By Scott Tibbs, February 6, 2009
The Bible is clear in many places that there is life after death. Some will spend eternity in fellowship with Christ in Heaven, while most will spend an eternity in damnation. There is, however, some disagreement on what happens at the point of death. Some assert that Scripture teaches that there is immediate judgment, while others argue the dead are "asleep" until the second coming of Christ. I hold to the Westminster Confession of Faith's teaching on the matter, which teaches (based on the Scriptures quoted below) that souls reach their eternal destination at the moment of death.
While dying on the cross, Jesus told one of the other men being crucified that "today shalt thou be with me in paradise." Ecclesiastes 12:7 teaches the body will "return to the earth as it was: and the spirit shall return unto God who gave it." 2 Corinthians 5:1-8 teaches that to be absent from the body is to be present with the Lord. Paul writes in Philippians 1:20-24 that he desires to "depart" (die) and be with Christ.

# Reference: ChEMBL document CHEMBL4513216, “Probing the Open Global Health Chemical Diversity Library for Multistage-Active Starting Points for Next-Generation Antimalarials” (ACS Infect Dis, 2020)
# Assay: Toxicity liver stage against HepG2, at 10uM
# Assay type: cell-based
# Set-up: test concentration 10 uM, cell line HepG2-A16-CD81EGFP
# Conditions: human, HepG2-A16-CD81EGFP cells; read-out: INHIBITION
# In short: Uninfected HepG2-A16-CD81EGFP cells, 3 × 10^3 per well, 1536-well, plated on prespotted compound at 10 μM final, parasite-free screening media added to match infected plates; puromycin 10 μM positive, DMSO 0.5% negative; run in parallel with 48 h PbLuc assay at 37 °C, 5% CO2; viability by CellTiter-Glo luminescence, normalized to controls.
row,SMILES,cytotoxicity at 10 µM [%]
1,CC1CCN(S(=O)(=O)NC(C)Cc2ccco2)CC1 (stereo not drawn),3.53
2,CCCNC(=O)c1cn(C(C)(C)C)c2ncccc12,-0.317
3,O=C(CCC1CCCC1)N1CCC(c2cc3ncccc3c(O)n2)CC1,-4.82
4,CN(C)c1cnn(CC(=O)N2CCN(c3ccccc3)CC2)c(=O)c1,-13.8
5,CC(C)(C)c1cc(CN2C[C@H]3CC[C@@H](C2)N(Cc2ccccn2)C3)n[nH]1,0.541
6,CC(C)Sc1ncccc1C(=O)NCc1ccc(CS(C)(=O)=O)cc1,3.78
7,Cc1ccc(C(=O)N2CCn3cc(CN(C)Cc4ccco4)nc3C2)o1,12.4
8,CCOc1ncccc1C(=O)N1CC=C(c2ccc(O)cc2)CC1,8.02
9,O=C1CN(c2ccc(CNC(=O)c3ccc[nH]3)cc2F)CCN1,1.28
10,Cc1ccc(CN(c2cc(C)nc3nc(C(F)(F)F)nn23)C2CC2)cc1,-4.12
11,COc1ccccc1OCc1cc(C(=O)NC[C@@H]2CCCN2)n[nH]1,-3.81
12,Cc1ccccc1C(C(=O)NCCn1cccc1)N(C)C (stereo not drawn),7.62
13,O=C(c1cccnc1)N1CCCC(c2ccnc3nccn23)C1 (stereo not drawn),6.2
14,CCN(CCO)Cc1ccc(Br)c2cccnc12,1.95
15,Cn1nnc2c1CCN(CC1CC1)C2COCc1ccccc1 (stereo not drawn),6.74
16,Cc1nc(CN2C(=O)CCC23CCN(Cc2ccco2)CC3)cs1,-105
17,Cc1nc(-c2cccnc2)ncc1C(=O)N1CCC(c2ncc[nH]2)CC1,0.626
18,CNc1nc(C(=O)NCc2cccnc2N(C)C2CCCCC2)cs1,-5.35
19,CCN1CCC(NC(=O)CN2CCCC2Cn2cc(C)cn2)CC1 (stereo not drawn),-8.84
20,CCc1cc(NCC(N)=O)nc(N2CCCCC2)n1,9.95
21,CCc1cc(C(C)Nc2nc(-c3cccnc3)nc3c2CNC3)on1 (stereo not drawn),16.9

It is not such good news for those that die apart from Christ. Luke 16 tells the story of the rich man who dies and goes to Hell, then asking Lazarus to warn his brothers of the torment to come if they do not repent. Jude 6 teaches that Sodom and Gomorrah "are set forth for an example, suffering the vengeance of eternal fire." Suffering, of course, is present tense.
Another common question is regarding the Sabbath Day. Some argue it was changed by man's decree without authority of Scripture. However, examples can be found in both 1Corinthians 16 and Acts 20 where Christians worship on the first day of the week (the Lord's Day) instead of the seventh (the Sabbath). Christ said he came to "fulfill" the law, not to destroy. I believe the change from the Sabbath to the Lord's Day is one example of the law being fulfilled.